7. Extension of factories and instruments of production owned by the State, the bringing into cultivation of waste lands, and the improvement of the soil generally in accordance with a common plan

The Department of Commerce, Agriculture, Interior… the EPA. Can this be argued? The Agriculture Adjustment Act of 1933 demanded farmers will receive government aid if, and only if, they relinquish control of farming activities. Many have heard that farmers are often paid not to grow. This is central planning at its finest. 

8. Equal liability of all to labor

Whether it be social security, welfare or the implementation of the minimum wage, it would seem the duo of Marx and Engels are an influence on those in charge who would call themselves capitalists and free-marketeers. It appears they always have been, even before they wrote their book. 

9. Combination of agriculture with manufacturing industries; gradual abolition of the distinction between town and country by a more equable distribution of the population over the country

If you were to dig deep a correlation with Plank 9 could probably be found, but the aforementioned gymnastics may become tiring. 

 10. Free education for all children in government schoolsAbolition of children’s factory labor in its present formCombination of education with industrial production 

I would suspect that even those who say, “We don’t want no communism in ‘Murica!”, would be completely on board with government schools and even fight for it. After all, the public-school teacher is one of three professions in this country that are not to be criticized as a whole. They are to be “white-knighted” for, as are police and military. And, let’s not ignore the “free” part of the plank. Everything the government has is stolen from someone else. Everyone pays for public-schools, even if you do not have children.  

 That there are people who openly express disdain for communism/socialism and believe America is neither of these things is a tribute to how successful the previously mentioned government schools are. Plank 10 is the pillar for the previous 9 and since being instituted has been the scales on the eyes of “good ‘Muricans” who’ve swallowed whole the line that what has been created, that has followed these planks, if not to the letter, but in spirit, is somehow not socialism/communism.  

The Moral and Economic Case for Capitalism | Gene Epstein and Keith Knight Ep. 121

The Moral and Economic Case for Capitalism | Gene Epstein and Keith Knight Ep. 121

In this episode of the Liberty Weekly Podcast, we bring to you an interview of the Great Gene Epstein conducted by Keith Knight. Together, they explore the various cases for and against capitalism.

Please check out Keith Knight’s Don’t Tread On Anyone:

Gene Epstein is the Director and Moderator of the Soho Forum and former Economics and Books Editor at Barron’s.
Gene’s Twitter: https://twitter.com/GeneSohoForum

Material mentioned in the interview (Amazon Affiliate Link):
Gene Epstein debates Socialism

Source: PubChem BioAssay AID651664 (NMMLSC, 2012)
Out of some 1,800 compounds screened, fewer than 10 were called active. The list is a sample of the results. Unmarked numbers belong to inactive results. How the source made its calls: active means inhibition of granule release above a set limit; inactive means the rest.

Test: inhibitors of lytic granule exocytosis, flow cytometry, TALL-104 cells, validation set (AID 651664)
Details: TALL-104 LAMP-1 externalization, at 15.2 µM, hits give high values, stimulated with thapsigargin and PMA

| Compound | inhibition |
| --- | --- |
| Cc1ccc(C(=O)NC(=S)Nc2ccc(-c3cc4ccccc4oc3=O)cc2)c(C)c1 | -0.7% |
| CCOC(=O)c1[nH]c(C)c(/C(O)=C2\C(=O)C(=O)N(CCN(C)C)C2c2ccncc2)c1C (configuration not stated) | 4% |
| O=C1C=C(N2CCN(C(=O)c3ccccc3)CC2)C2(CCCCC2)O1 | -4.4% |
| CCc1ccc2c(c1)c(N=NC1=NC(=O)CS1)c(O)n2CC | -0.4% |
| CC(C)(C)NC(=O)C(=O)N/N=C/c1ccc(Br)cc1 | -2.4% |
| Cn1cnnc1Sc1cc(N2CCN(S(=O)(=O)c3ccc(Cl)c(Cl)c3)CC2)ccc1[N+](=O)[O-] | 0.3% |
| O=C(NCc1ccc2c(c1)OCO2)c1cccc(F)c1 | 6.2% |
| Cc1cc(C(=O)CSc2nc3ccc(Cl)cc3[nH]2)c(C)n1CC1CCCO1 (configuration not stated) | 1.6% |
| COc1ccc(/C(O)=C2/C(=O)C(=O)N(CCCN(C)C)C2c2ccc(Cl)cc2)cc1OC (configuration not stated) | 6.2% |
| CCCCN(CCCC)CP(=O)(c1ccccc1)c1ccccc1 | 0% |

The Anti-Capitalist Mentality by Ludwig Von Mises
The Ultimate Red Pill by Keith Knight
Economic Controversies by Murray Rothbard

Episode 119 of the Liberty Weekly Podcast is Brought to you by:

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Stranger Encounters Ep 36: It’s Not About Socialism; It’s About Liberty

Stranger Encounters Ep 36: It’s Not About Socialism; It’s About Liberty

Before you dig into this episode please take a minute to visit Antiwar.com and contribute to Justin Raimondo’s medical expenses as he continues to fight stage four lung cancer. Justin has been an extremely important voice in the antiwar movement, and despite his advancing illness he continues to fight for life and liberty by opposing US foreign policy.

In Episode 36 of Stranger Encounters Tommy takes on the talking points surrounding possible war with Iran and Venezuela.

Every time the US government decides to intervene in another country it means less freedom for the citizens of the US. Supporting US efforts to destroy other countries in the face of this fact is the reason that the truth about what is happening in Venezuela and Iran is so important.

There’s so many more details to cover, but the only way to take on this topic with a different perspective, a broad outlook, was to avoid some of the finer details and focus on the freedoms lost when the US involves itself in other nation’s affairs.

This Episode contains harsh language.


Episode 219: What Does the ‘Communist Manifesto’ Actually Say?

Episode 219: What Does the ‘Communist Manifesto’ Actually Say?

44 Minutes

Suitable for All Ages

Pete invited Jen the Libertarian to come on the show and talk about her recent podcast where she took apart the teachings of the ‘Communist Manifesto’ that was written by Karl Marx and Frederick Engels.

The Jen the Libertarian Podcast

The Communist Manifesto Book Review Episode

Jen on Twitter

Episode 215: The Myth of ‘Swedish Socialism’ w/ Per Bylund

Episode 215: The Myth of ‘Swedish Socialism’ w/ Per Bylund

41 Minutes

Suitable for All Ages

Per Bylund, PhD, is a Fellow of the Mises Institute and Assistant Professor of Entrepreneurship & Records-Johnston Professor of Free Enterprise in the School of Entrepreneurship in the Spears School of Business at Oklahoma State University.

Per, born and raised in Sweden, will describe the Swedish economic system and provide you with the ammunition you need to put an end to the argument from those who claim Sweden is an example that ‘socialism’ can work in practice.

What Sweden Can Teach Us About Obamacare

Per’s Mises Articles